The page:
It might also be a good idea for your daughter to take zinc as this will help prevent the breakouts and depending on cause, might also help to protect against the B12 deficiency she has experienced. But please do contact us if you would like comprehensive help on this problem

      Best wishes,

  4. I have the B12 deficiency and have injections every 12 weeks, it’s been a challenge to get my GP practice to give me the injection every 10 weeks. The last two weeks waiting are absolute energy very low not wanting to go out and enjoy retirement, why can’t doctors give their patents B12 when needed,I’m told it’s a Government initiative those who don’t have this illness make the rules,we are not all the same. As adults we are not daft,we know the signs as our families often say, having pernicious anaemia is a horrid illness, my mother was also ill with this although her condition was found to late. Sad really in other countries you can have the injection when needed,although they do have to pay, I’m sure many suffers would willingly pay in those last few weeks before their injection is allowed.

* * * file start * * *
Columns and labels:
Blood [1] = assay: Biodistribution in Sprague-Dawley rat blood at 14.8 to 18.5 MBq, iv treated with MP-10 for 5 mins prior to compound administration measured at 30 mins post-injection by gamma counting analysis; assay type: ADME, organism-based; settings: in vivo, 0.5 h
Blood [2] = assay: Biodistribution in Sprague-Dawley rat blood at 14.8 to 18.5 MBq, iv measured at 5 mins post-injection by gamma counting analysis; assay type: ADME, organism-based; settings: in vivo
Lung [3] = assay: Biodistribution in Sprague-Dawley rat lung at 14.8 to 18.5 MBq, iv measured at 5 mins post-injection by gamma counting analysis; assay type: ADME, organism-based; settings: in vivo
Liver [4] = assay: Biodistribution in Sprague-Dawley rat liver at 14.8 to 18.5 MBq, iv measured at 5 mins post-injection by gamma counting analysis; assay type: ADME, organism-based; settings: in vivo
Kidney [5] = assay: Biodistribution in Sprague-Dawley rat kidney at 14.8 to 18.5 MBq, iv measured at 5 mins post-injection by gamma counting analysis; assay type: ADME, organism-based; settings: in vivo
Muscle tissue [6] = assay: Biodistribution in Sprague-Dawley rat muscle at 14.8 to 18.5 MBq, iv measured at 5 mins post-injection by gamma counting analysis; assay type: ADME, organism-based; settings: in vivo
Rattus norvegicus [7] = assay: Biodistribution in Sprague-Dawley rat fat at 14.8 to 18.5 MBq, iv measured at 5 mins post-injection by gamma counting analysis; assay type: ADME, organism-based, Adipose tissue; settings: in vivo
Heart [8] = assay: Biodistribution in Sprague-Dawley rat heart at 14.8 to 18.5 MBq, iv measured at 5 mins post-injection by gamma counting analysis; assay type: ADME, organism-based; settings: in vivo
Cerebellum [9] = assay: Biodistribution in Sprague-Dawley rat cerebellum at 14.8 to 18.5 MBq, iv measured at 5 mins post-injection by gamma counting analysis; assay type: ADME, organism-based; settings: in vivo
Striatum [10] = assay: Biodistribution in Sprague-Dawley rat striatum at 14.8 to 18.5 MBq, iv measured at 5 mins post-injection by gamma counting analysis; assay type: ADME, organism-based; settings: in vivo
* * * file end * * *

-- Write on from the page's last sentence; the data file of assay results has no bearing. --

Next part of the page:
5. On my nutritionist’s advice I have just started taking Vitamin D3(2,500iu) for low levels,
    I am also taking levothyroxine, candesartan, clopidogrel and lansoprazole
    In October 2016 I had the second half of my thyroid removed as papillary cancer was found during an ultrasound of my neck following a small stroke. This was followed by RAI . I am now very giddy, my doctor says it is crystals in the semicircular canals and she has prescribed prochlorperazine to be taken as necessary.Also doing exercises for my balance, which sadly are not helping.